Date of Award

Spring 2021

Document Type

Dissertation

Degree Name

Doctor of Philosophy (PhD)

Department

Economics

First Advisor

Haile, Philip

Abstract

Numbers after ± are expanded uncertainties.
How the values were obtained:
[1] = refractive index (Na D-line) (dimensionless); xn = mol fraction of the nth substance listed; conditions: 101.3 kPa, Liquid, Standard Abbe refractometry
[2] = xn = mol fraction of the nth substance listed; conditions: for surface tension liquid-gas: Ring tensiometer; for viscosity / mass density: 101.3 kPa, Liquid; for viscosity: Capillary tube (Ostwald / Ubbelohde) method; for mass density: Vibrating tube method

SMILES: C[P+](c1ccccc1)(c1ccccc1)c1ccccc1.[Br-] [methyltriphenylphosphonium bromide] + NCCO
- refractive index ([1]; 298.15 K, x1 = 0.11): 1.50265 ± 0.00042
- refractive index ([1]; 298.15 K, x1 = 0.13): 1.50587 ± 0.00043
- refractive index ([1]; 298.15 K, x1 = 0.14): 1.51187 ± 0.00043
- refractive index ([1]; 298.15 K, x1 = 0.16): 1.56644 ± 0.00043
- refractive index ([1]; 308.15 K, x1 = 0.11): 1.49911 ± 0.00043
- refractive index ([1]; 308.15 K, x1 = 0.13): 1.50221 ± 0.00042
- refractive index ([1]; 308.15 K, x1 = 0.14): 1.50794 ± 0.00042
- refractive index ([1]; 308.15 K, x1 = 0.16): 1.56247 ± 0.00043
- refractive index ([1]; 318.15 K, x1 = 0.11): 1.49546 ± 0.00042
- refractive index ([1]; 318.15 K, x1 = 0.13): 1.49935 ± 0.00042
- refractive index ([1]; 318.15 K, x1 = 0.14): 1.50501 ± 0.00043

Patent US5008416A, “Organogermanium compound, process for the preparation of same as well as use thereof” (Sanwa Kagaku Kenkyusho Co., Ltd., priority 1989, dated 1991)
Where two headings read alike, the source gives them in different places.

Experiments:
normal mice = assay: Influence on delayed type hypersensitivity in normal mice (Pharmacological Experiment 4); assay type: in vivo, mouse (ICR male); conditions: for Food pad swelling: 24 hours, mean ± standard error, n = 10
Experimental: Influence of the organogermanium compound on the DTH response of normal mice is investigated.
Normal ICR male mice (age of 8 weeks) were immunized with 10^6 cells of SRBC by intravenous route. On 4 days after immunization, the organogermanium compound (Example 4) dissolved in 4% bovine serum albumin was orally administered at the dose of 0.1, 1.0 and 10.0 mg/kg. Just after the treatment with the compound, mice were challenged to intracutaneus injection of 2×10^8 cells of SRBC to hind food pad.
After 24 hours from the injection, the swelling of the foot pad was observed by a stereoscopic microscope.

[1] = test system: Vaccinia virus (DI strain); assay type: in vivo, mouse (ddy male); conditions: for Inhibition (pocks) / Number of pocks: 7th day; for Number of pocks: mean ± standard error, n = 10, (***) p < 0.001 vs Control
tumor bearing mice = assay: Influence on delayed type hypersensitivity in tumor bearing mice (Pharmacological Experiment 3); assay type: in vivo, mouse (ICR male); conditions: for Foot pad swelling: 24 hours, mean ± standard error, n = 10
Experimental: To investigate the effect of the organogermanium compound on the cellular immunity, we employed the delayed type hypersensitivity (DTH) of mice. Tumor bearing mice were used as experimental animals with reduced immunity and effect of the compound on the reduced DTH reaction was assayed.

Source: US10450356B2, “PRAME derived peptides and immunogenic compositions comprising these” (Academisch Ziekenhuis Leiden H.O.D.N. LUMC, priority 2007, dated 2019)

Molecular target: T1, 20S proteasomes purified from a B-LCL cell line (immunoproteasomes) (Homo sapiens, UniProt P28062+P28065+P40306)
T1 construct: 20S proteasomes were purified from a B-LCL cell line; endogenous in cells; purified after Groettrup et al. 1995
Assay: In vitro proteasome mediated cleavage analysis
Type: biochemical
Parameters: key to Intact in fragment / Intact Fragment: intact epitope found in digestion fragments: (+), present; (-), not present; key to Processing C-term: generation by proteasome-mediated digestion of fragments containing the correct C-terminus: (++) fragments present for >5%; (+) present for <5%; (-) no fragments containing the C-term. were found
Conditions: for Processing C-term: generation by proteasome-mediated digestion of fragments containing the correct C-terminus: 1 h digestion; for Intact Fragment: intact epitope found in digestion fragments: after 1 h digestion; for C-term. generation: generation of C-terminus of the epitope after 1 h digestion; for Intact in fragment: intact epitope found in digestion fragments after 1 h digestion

This dissertation studies a few topics in industrial organization. In the first two chapters, I study the education market from the perspective of industrial organization. Chapter 3 studies second-price auctions with participation costs. Chapters 1 and 2 study the high school market of a large city in China that introduced a policy allowing public schools to offer both free and priced admission options within a centralized admission mechanism. Chapter 1 introduces the institutional background, such as details of the admission mechanism, the schools and their price levels, and the new policy. I then present descriptive analysis. I also estimate a high school value-added regression, where I regress exit exam scores on entrance exam scores and other variables. I interpret the value-added as the high school quality. Results show that quality increases after the implementation of the policy. A difference-in-differences regression further shows that top-tier schools are able to increase their value-added more. I use these results as both inputs and motivating facts for my study in Chapter 2. Chapter 2 formally develops a demand and supply model. On the demand side, students consider both their preferences for a school and their probabilities of being admitted to that school to file a report of preferences. I develop an algorithm to quickly find students' optimal reports, and this algorithm helps to reduce the computational burden in demand estimation. On the supply side, I model schools as maximizing a weighted average of profit and quality, so as to allow for the existence of excess demand for good schools. Demand estimation using students' strategic reports quantifies the extent to which students with higher entrance exam scores care more about quality relative to price. Supply side estimation shows that top-tier schools have lower marginal costs of quality and thus choose higher quality. Counterfactual analysis shows that introducing subsidies to low income students while keeping the current priced admission options would give students more equal access to good schools, while keeping the quality gain brought by market incentives. Another counterfactual analysis shows that the quality gain brought by market incentives is driven by an increase in funds to improve quality and schools' preference for quality. Chapter 3 studies equilibria and efficiency in second-price auctions with public participation costs. This is joint work with Jos\'{e}-Antonio Esp\'{i}n-S\'{a}nchez and \'{A}lvaro Parra. We generalize previous results by allowing arbitrary heterogeneity in bidders' distributions of valuations and in their participation costs. We develop a notion of bidder strength, based on the best response of a bidder when all of her opponents play the same strategy she does. We then show that a \emph{herculean equilibrium}, in which stronger bidders have a lower participation threshold than weaker bidders, exists in general environments. In other words, the order of bidders given by their strength, which is a non-equilibrium concept and can be easily calculated for each bidder using only one equation, predicts the order of the participation thresholds in a certain equilibrium which exists in general. Combined with a sufficient condition for equilibrium uniqueness that we further provide, bidders' strength points out the direction for finding and simplifies the formulation of the equilibrium. Furthermore, even though all equilibria are \emph{ex-post} inefficient, an \emph{ex-ante} efficient equilibrium always exists. Therefore, under the uniqueness condition, the \emph{herculean equilibrium} is the unique equilibrium of the game and is \emph{ex-ante} efficient.

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